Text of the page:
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PostPosted: Mar 17, 2014 3:34 pm 
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Joined: Dec 24, 2011 12:43 pm
Posts: 219
Location: Newport Beach, CA
California is in the middle of setting up the "initiatives" that will determine the funding priorities for its energy policies. Last week, Robert Steinhaus plugged his initiative to develop PACER-style fission-fusion hybrids. I'm here to plug the initiative "Closing the Nuclear Fuel Cycle with GenIV Reactors" by Randall Benson. More than that, I want you to write in to the California Energy Commission (CEC) and support this initiative and nuclear power in general.

You can find the initiative here: http://www.energy.ca.gov/research/epic/ ... -72577.pdf

Basically - this initiative would provide funding for projects (separately submitted) that move us closer to closing the nuclear fuel cycle. California is in a unique place among the states because we have a "temporary moratorium" on nuclear power plant construction until the nuclear fuel cycle is closed or a permanent waste repository is built.

Below is the email I'm sending to the CEC in support. If you're a California resident (or not, I guess), please send out a similar email (keep the subject line the same).

To: docket@energy.ca.gov
CC: lorraine.gonzalez@energy.ca.gov
Subject: 12-EPIC-01
Body:
Quote:
Hello -

I'm writing you to express my support for Randall Benson's proposed initiative "Closing the Nuclear Fuel Cycle with GenIV Reactors" (TN 72577). No other energy source approaches the reliability, affordability, cleanliness, or efficiency that nuclear power promises. For too long, we as a society have allowed fear to distort the facts. The most important of these are listed below:

1) Nuclear power is our safest source of energy. Deaths per Terrawatt-hour for nuclear are well below those of oil, gas, or renewables. http://nextbigfuture.com/2011/03/deaths ... ource.html
2) Nuclear power is our densest source of energy. A kg of uranium contains 76 million megajoules of energy; gasoline just 46 megajoules. https://xkcd.com/1162/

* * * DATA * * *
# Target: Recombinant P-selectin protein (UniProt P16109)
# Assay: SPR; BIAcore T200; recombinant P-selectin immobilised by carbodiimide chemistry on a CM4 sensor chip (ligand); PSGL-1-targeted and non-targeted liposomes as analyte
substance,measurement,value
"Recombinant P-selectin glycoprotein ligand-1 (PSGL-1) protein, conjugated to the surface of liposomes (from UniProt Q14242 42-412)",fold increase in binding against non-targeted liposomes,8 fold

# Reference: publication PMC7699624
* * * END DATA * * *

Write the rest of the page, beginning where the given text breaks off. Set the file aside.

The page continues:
3) Nuclear power can be our cheapest source of energy. Fuel cost is negligible, the cost of nuclear is dominated by capital costs. Even with one-off demonstration plants nuclear is cost competitive with fossil fuels; standardized Generation IV plants would be much cheaper still.
4) Nuclear waste is a political problem, not a technological problem. Fuel reprocessing, fast reactors, and molten salt reactors are all proven technologies that can nearly eliminate the nuclear waste stream.
5) Radiation is much less dangerous than advertised. Canada's nuclear regulator has done a much better job of communicating the facts about radiation and health. http://www.cnsc-ccsn.gc.ca/eng/resource ... =radiation

As a millenial, I'm inheriting an economic and environmental future shaped by my predecessors. My predecessors have repeatedly "kicked-the-can" on hard decisions, allowing infrastructure & institutions to rot and problems to fester. It's time to right these wrongs and lay the foundations for a much brighter future. Abundant clean energy is a great place to start.

Sincerely,
Casey Thormahlen


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PostPosted: Mar 17, 2014 4:30 pm 
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Joined: Nov 30, 2006 3:30 pm
Posts: 3357
Location: Alabama
What's the point? California is a lost cause for any form of nuclear. Enjoy the decline.


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PostPosted: Mar 17, 2014 5:19 pm 
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Joined: Dec 24, 2011 12:43 pm
Posts: 219